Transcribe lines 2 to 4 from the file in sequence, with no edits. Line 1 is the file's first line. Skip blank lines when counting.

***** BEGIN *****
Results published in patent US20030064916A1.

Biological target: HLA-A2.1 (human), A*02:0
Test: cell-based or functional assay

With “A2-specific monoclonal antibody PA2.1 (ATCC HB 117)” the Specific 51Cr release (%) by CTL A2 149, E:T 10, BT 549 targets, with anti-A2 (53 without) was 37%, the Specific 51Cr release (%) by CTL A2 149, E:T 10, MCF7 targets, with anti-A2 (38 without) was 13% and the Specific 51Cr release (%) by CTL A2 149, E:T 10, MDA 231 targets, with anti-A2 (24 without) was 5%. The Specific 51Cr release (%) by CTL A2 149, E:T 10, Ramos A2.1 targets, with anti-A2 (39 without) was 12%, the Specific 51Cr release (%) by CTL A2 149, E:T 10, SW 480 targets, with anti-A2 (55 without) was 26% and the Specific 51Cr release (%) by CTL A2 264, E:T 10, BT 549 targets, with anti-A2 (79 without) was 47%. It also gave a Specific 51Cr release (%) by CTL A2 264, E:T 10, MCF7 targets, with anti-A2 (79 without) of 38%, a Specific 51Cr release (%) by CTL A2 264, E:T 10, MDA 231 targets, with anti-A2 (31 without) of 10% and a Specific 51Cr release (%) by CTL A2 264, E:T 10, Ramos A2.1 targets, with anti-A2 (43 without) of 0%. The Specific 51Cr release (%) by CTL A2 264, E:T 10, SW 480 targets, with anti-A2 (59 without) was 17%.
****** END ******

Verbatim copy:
Biological target: HLA-A2.1 (human), A*02:0
Test: cell-based or functional assay

With “A2-specific monoclonal antibody PA2.1 (ATCC HB 117)” the Specific 51Cr release (%) by CTL A2 149, E:T 10, BT 549 targets, with anti-A2 (53 without) was 37%, the Specific 51Cr release (%) by CTL A2 149, E:T 10, MCF7 targets, with anti-A2 (38 without) was 13% and the Specific 51Cr release (%) by CTL A2 149, E:T 10, MDA 231 targets, with anti-A2 (24 without) was 5%. The Specific 51Cr release (%) by CTL A2 149, E:T 10, Ramos A2.1 targets, with anti-A2 (39 without) was 12%, the Specific 51Cr release (%) by CTL A2 149, E:T 10, SW 480 targets, with anti-A2 (55 without) was 26% and the Specific 51Cr release (%) by CTL A2 264, E:T 10, BT 549 targets, with anti-A2 (79 without) was 47%. It also gave a Specific 51Cr release (%) by CTL A2 264, E:T 10, MCF7 targets, with anti-A2 (79 without) of 38%, a Specific 51Cr release (%) by CTL A2 264, E:T 10, MDA 231 targets, with anti-A2 (31 without) of 10% and a Specific 51Cr release (%) by CTL A2 264, E:T 10, Ramos A2.1 targets, with anti-A2 (43 without) of 0%. The Specific 51Cr release (%) by CTL A2 264, E:T 10, SW 480 targets, with anti-A2 (59 without) was 17%.